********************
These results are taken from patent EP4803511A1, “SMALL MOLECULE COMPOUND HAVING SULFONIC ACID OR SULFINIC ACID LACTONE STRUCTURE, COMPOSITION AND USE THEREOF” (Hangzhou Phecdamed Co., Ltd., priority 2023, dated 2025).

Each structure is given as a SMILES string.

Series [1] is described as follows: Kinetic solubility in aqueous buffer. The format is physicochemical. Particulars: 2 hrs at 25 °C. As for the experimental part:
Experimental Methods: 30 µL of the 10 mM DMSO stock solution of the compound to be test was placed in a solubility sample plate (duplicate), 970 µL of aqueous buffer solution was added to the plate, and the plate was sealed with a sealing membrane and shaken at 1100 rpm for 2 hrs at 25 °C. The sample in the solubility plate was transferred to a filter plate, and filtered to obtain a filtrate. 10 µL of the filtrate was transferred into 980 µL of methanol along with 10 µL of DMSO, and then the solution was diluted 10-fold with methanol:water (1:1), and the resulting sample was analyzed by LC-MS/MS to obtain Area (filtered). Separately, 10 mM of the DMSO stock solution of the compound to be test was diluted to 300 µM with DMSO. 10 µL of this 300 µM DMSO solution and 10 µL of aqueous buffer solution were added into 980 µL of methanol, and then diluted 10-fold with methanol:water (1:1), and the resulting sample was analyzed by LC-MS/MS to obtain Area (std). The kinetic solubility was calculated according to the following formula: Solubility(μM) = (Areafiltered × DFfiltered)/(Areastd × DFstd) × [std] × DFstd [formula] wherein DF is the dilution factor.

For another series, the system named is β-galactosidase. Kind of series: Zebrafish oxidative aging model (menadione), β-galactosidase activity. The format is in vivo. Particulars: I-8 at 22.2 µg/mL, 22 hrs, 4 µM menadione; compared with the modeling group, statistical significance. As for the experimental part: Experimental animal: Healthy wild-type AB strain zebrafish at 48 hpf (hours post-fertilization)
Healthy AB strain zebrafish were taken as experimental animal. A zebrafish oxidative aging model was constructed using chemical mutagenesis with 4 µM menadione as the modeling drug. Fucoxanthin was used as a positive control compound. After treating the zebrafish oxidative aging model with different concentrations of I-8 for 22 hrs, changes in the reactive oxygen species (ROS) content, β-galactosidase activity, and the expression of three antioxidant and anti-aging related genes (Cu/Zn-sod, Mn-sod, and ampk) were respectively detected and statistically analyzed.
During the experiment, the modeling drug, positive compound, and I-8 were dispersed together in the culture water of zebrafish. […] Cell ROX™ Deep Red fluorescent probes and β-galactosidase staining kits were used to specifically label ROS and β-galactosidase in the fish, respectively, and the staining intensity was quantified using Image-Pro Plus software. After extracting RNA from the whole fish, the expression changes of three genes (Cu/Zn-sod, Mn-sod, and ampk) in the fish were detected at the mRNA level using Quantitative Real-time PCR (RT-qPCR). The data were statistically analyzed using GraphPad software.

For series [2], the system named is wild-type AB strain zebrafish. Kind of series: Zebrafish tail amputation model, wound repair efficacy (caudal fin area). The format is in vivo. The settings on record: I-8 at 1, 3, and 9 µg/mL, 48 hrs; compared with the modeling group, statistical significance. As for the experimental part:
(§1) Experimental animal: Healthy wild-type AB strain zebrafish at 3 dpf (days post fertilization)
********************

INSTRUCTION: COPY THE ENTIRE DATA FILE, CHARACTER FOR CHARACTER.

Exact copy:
These results are taken from patent EP4803511A1, “SMALL MOLECULE COMPOUND HAVING SULFONIC ACID OR SULFINIC ACID LACTONE STRUCTURE, COMPOSITION AND USE THEREOF” (Hangzhou Phecdamed Co., Ltd., priority 2023, dated 2025).

Each structure is given as a SMILES string.

Series [1] is described as follows: Kinetic solubility in aqueous buffer. The format is physicochemical. Particulars: 2 hrs at 25 °C. As for the experimental part:
Experimental Methods: 30 µL of the 10 mM DMSO stock solution of the compound to be test was placed in a solubility sample plate (duplicate), 970 µL of aqueous buffer solution was added to the plate, and the plate was sealed with a sealing membrane and shaken at 1100 rpm for 2 hrs at 25 °C. The sample in the solubility plate was transferred to a filter plate, and filtered to obtain a filtrate. 10 µL of the filtrate was transferred into 980 µL of methanol along with 10 µL of DMSO, and then the solution was diluted 10-fold with methanol:water (1:1), and the resulting sample was analyzed by LC-MS/MS to obtain Area (filtered). Separately, 10 mM of the DMSO stock solution of the compound to be test was diluted to 300 µM with DMSO. 10 µL of this 300 µM DMSO solution and 10 µL of aqueous buffer solution were added into 980 µL of methanol, and then diluted 10-fold with methanol:water (1:1), and the resulting sample was analyzed by LC-MS/MS to obtain Area (std). The kinetic solubility was calculated according to the following formula: Solubility(μM) = (Areafiltered × DFfiltered)/(Areastd × DFstd) × [std] × DFstd [formula] wherein DF is the dilution factor.

For another series, the system named is β-galactosidase. Kind of series: Zebrafish oxidative aging model (menadione), β-galactosidase activity. The format is in vivo. Particulars: I-8 at 22.2 µg/mL, 22 hrs, 4 µM menadione; compared with the modeling group, statistical significance. As for the experimental part: Experimental animal: Healthy wild-type AB strain zebrafish at 48 hpf (hours post-fertilization)
Healthy AB strain zebrafish were taken as experimental animal. A zebrafish oxidative aging model was constructed using chemical mutagenesis with 4 µM menadione as the modeling drug. Fucoxanthin was used as a positive control compound. After treating the zebrafish oxidative aging model with different concentrations of I-8 for 22 hrs, changes in the reactive oxygen species (ROS) content, β-galactosidase activity, and the expression of three antioxidant and anti-aging related genes (Cu/Zn-sod, Mn-sod, and ampk) were respectively detected and statistically analyzed.
During the experiment, the modeling drug, positive compound, and I-8 were dispersed together in the culture water of zebrafish. […] Cell ROX™ Deep Red fluorescent probes and β-galactosidase staining kits were used to specifically label ROS and β-galactosidase in the fish, respectively, and the staining intensity was quantified using Image-Pro Plus software. After extracting RNA from the whole fish, the expression changes of three genes (Cu/Zn-sod, Mn-sod, and ampk) in the fish were detected at the mRNA level using Quantitative Real-time PCR (RT-qPCR). The data were statistically analyzed using GraphPad software.

For series [2], the system named is wild-type AB strain zebrafish. Kind of series: Zebrafish tail amputation model, wound repair efficacy (caudal fin area). The format is in vivo. The settings on record: I-8 at 1, 3, and 9 µg/mL, 48 hrs; compared with the modeling group, statistical significance. As for the experimental part:
(§1) Experimental animal: Healthy wild-type AB strain zebrafish at 3 dpf (days post fertilization)